They dig for gold, but they find…love.
A few weeks ago I was talking to my friend Kat about movies we loved as children. I mentioned “Gold Diggers: The Secret of Bear Mountain,” starring Anna Chlumsky of “My Girl” and a young Christina Ricci fresh off the set of “Casper.” Kat shrieked, “I loved that movie!”
Me: “Me too! Weren’t the main characters like kind of in love with each other?”
Kat: “I don’t think so…I think it was just a story of cool best friends going on an adventure to find gold.”
Now I hadn’t seen this movie in 15+ years, but my memories of it are visceral. I remember feeling the same I-have-to-pee way about Anna Clumsky’s character as I did about Devon Sawa in “Now And Then” (another A+ Christina Ricci movie, btw). I also remember many moments where I thought for sure the two lead girls were gonna make out. Was this all in my sexually-confused baby brain? Or was there really some romantic subtext here?
Kat and I brought our differing interpretations to a rewatching of “Gold Diggers” and I gotta say, I’m more convinced than ever that this is a not-so-veiled tale of lesbian puppy love. Kat still sees it as a fun adventure story of two plucky girls searching for hidden treasure, but I’d argue the real treasure is what they find in their *hearts* (and there are lots of other queer women on the internet who agree with me). I’ll walk you through my case.
First we meet Beth…
A city girl who moves from LA to rural Washington state with her single mom. We could read into the men’s trousers and suspenders but hey, it was the mid-90s.
And Beth meets Jody.
Jody, fresh out of a fist fight with some dude, catches Beth’s eye as she rides by on her bike. We hear narration from Beth’s future self: “That was my first glimpse of Jody, the finest woman I know.” I swear to God. If that’s not a meet cute then I don’t know what is. I mean, look at that hair flip! And Beth’s face! She is realizing some things about herself rn.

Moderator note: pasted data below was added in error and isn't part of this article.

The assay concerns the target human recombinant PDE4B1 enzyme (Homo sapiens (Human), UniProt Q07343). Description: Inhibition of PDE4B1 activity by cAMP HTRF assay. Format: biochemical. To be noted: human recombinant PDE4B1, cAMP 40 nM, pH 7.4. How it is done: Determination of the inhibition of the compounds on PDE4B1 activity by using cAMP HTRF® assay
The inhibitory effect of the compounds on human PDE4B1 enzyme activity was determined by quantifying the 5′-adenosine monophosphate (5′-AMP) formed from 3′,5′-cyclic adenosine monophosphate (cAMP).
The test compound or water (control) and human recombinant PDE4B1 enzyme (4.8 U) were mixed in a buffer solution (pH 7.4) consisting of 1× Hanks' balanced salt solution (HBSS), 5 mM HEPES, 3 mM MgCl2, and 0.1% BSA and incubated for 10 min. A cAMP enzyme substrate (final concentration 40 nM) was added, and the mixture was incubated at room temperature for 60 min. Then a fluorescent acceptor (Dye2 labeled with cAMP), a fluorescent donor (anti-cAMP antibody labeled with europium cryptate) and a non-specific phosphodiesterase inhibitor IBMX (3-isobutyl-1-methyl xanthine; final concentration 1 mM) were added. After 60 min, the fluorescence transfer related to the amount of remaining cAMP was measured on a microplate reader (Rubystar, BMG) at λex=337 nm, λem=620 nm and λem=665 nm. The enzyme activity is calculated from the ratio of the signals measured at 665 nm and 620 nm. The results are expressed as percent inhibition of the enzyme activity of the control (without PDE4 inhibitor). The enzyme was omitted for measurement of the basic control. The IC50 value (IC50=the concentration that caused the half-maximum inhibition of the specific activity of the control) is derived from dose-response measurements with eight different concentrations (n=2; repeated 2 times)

Jody looks like every 90s heartthrob…
…who wears a lot of vests. Cargo vests.
They check each other out…
They recite poetry to each other.
Jody, perched in a tree, recites rhyming lines from “Winnie The Pooh” while Beth beams up at her, finishing her sentences. The whole thing is very Juliet on the balcony.
But society doesn’t approve.
The local girls tell Beth to stay away from Jody:
“She’s bad news, she steals!” “Her mother is a boozer. And she lies about everything!” “I hear she sleeps in the woods!”
So they run away together. To look for…gold.
Jody repairs a motor boat because she’s a “tomboy.” Beth is impressed by her…handy work.
They idolize local legend and badass Molly Morgan, a cross-dressing coal minor who stored her fortune of gold at the top of Bear Mountain. And only they have the map to find it.
“I’m blind to my own sexuality!”
Jody risks her life for Beth.
Beth gets trapped under a bunch of rocks (is it just me or were there a lot of caves in 90s movies?) and Jody jumps in to save her. When she can’t lift the rocks with her brutish 13-year-old girl strength, Jody SWIMS SEVERAL MILES to get help.
She even stares down a bear!
After completing a mini triathlon to get to shore, Jody stares down a bear. All in the name of saving her…best friend.
Beth returns the favor.
There is a very sad sub-plot in which Jody and her mom are being abused by her mom’s boyfriend. No one believes her because Jody has a reputation for spinning elaborate stories (hello, early lesson about victim blaming!). But Beth sticks up for Jody against all odds!
Against all odds!
“You can keep us apart for the rest of our lives but nothing you say will ever change the way I feel about her. Ever.”
Oh, she’s got it bad.
They meet in secret for a joyous reunion.
Beth sneaks away from a barbecue to meet Jody?—?after turning down the hot dogs offered to her by some local boys.
“I’ve been going crazy. I didn’t know when I was going to see you again. It’s been the longest two weeks I’ve ever had.”
In the end, they find the greatest gift of all.
I don’t want to spoil the end of this movie that’s been out for 20 years, but Beth and Jody do find treasure. And I think it’s love.